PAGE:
I love telling people I am going to LA next week to forecast the future.
Not predict the future, mind you—forecast. There’s a big difference. Prediction implies certainty—“this is what is going to happen.” Forecasting is seeing a number of potential futures, assessing their likelihood and exploring their potential implications.
The California Association of Museums is celebrating its 30th anniversary, and thanks to a lovely invitation from Celeste DeWald, CAM’s executive director, next Tuesday I will help a group of museum and library practitioners, philanthropists, educators, politicians, community activists (and a lone game designer) forecast what the next 30 years will be like for California’s museums and their communities.
How do we go about this? Under the guidance of professional futurist Garry Golden of Oliver Kaizen, we will look at major trends shaping the state, factor in some potentially disruptive events, and then explore stories (scenarios) describing futures that might be created by these forces.
Turns out I am something of a pessimist, as futurists go. I find it a lot more fun to mess around inventing “Dark Futures” than “Bright Futures.” Garry scolds me to lighten up a little, but my Facebook posse concurs with me that the dystopian futures provide the most fodder for the imagination.
An example. What might happens as a result of the intersecting trends of:
• Increasing divide between rich and poor
• Increasing demographic diversity (racial/ethnic, cultural, immigrant/native, socioeconomic, educational attainment, etc.)
• People using the proliferation and fragmentation of news and entertainment to tailor their sources of information
• People self-segregating into homogeneous communities with common political/social views and values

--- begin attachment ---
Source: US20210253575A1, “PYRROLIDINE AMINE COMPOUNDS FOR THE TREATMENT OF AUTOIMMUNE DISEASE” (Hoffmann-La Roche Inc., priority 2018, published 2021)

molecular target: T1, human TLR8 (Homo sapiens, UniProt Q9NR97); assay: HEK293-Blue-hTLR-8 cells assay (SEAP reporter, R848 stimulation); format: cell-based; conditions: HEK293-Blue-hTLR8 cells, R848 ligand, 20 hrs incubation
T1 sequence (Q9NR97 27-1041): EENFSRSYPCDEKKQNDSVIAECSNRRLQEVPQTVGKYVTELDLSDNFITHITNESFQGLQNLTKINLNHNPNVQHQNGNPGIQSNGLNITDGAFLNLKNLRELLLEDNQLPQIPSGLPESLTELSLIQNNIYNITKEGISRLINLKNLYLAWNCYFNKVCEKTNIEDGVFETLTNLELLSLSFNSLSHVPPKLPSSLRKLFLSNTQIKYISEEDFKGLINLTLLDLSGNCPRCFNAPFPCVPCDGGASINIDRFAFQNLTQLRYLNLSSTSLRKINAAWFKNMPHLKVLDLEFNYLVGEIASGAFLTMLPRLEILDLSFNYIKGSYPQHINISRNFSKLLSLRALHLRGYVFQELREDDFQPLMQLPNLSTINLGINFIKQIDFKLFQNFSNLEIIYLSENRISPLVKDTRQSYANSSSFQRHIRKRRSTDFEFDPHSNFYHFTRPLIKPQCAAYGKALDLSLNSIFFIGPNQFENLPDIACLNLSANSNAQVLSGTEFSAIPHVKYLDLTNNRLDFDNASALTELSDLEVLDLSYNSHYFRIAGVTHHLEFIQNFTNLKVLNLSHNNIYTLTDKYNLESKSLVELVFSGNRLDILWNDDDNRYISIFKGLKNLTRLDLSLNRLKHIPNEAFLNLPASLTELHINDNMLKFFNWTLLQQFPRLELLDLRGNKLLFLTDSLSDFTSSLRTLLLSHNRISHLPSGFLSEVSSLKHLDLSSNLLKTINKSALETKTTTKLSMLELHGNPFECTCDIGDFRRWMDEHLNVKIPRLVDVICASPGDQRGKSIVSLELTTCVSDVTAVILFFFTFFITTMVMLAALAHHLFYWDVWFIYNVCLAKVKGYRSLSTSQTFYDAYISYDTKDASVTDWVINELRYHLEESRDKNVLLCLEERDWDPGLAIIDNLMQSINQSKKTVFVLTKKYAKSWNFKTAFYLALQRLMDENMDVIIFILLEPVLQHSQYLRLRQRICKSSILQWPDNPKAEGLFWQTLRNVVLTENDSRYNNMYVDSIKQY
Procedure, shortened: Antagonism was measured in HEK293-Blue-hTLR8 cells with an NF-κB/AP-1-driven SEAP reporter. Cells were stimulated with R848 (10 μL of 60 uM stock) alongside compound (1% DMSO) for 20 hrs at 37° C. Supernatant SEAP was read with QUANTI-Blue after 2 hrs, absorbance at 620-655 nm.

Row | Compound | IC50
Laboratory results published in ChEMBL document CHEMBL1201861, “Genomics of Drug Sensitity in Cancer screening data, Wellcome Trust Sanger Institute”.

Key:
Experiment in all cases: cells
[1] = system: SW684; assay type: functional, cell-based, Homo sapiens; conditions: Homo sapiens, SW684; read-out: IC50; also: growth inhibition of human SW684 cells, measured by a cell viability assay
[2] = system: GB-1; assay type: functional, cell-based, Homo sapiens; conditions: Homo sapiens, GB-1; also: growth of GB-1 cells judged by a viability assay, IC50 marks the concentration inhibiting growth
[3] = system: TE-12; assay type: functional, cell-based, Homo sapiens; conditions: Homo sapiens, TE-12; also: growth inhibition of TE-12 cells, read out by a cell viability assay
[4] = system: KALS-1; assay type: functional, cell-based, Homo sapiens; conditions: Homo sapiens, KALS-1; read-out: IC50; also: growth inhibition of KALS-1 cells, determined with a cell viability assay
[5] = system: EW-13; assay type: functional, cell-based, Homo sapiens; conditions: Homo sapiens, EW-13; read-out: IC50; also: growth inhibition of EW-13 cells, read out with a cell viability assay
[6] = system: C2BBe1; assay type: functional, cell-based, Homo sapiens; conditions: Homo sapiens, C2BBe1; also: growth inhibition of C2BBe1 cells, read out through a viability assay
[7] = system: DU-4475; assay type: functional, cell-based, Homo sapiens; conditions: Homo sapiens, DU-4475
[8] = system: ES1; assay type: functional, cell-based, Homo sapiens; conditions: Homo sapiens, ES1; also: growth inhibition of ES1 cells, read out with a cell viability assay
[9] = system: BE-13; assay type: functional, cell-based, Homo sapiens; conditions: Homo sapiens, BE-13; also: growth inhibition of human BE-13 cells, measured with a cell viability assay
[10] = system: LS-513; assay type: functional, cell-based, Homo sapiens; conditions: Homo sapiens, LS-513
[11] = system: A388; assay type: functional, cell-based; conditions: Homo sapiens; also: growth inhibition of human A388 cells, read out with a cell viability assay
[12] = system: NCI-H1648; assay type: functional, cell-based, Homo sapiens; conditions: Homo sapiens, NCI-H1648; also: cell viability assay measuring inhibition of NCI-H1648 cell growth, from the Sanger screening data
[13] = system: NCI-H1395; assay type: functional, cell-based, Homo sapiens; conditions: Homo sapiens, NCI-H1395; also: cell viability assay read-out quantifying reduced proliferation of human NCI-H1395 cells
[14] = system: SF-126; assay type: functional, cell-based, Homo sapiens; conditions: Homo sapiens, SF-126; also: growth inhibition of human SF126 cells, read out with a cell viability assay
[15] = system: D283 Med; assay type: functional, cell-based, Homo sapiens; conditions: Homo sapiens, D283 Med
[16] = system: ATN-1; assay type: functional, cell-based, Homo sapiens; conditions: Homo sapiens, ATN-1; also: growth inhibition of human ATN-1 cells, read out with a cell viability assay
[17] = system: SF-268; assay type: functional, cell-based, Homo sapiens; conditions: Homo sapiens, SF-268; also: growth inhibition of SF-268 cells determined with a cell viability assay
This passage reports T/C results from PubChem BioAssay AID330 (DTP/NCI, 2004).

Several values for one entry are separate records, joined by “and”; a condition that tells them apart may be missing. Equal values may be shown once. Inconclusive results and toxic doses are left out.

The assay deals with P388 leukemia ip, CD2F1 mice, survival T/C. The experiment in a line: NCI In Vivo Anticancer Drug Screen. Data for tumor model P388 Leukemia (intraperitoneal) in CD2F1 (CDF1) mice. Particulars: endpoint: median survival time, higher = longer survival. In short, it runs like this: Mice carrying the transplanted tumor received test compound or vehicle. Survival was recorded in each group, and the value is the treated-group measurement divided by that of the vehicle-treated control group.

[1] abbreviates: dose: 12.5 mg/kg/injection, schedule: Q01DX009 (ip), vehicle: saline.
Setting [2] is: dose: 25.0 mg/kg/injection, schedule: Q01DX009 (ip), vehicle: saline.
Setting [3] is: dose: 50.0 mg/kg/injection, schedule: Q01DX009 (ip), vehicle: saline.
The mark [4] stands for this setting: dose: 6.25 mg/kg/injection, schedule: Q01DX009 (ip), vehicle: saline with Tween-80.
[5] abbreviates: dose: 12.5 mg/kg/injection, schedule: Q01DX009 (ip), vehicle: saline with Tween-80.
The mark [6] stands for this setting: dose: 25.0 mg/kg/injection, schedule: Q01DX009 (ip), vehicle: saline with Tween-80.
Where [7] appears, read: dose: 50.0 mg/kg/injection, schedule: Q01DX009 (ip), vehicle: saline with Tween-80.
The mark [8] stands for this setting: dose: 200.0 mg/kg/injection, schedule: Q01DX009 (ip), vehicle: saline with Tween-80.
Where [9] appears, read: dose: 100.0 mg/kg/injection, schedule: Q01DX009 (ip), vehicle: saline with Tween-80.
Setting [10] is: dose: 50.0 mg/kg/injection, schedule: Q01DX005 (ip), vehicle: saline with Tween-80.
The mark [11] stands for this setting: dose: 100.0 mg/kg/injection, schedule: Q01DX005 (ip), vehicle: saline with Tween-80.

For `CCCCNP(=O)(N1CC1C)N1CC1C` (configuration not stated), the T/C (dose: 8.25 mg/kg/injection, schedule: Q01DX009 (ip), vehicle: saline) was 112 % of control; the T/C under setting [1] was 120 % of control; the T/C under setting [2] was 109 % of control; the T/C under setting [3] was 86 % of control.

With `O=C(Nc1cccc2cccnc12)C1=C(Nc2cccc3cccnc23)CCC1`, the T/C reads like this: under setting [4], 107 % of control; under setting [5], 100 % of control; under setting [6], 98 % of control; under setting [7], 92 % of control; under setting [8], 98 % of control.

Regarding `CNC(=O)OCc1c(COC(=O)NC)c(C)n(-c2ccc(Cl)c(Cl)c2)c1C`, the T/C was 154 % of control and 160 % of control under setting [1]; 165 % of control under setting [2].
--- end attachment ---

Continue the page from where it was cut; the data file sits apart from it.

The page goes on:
• Technology increasing our ability to identify, track and monitor individuals in outdoor and public places
• Financial crises in state and local governments leading to downsizing of basic services such as education, transportation, trash collection, etc., not to mention support of cultural amenities
Maybe you get…Calibalkinization! (thank you, WriterGuy, for the brilliant title and the kernel of this scenario):
California continues to become more diverse—economically, racially, ethnically—and more polarized politically. The state fractures into subcultures along cultural fault lines in response to the stressors of ever-more dramatic inequality of distribution of wealth, tensions between long-time residents, new immigrants and temporary workers and political schisms.
As people are empowered to closely tailor their own sources of news, opinion and entertainment, political and cultural divisions widen. Continuing a trend first noted early in the century, people increasingly self-sort by where they live, work and spend their leisure time. As state funding declines, these communities are pushed towards self-sufficiency.
As formerly public areas (museums, libraries, parks) and public services (security, education, transportation), are cut or downsized, individuals and community groups step in to provide private alternatives.